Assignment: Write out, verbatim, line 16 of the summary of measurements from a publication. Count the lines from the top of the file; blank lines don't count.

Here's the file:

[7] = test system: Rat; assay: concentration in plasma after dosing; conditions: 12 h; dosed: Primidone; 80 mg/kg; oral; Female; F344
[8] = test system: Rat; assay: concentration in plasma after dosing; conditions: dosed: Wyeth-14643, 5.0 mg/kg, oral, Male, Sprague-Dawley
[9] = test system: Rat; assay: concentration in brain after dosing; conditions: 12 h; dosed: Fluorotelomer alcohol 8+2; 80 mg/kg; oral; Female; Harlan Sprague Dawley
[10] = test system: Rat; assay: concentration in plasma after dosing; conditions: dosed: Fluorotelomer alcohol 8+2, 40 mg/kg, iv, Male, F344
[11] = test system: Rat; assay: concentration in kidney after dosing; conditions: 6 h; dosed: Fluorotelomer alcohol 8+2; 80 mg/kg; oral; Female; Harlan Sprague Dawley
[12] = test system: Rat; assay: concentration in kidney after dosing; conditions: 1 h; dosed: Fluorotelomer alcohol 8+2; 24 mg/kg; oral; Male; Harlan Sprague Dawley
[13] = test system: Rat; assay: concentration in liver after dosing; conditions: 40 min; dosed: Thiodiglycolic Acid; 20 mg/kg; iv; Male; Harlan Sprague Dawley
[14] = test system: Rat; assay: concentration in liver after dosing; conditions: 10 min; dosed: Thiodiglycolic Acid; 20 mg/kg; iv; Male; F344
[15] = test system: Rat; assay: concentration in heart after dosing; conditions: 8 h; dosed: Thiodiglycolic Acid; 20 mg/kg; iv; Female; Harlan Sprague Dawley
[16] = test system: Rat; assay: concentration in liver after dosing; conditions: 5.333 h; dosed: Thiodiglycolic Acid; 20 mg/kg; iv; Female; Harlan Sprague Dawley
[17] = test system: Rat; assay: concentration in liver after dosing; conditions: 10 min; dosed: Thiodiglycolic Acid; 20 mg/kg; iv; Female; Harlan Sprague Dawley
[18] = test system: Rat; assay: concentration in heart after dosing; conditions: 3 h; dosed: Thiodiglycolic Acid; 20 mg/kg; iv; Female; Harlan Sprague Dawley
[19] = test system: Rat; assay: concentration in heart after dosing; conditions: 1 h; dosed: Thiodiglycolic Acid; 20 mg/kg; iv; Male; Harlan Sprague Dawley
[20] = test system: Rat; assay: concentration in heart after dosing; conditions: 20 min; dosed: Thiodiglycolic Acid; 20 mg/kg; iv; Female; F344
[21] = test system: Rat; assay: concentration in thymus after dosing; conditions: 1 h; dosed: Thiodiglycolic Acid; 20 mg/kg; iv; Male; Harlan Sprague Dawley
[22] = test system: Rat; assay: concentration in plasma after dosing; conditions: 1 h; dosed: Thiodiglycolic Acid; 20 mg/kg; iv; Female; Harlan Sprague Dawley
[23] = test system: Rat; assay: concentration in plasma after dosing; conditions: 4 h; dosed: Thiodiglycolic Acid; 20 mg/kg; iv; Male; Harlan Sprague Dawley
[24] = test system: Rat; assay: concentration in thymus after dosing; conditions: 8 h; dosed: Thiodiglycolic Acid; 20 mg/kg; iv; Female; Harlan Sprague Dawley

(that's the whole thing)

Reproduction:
[22] = test system: Rat; assay: concentration in plasma after dosing; conditions: 1 h; dosed: Thiodiglycolic Acid; 20 mg/kg; iv; Female; Harlan Sprague Dawley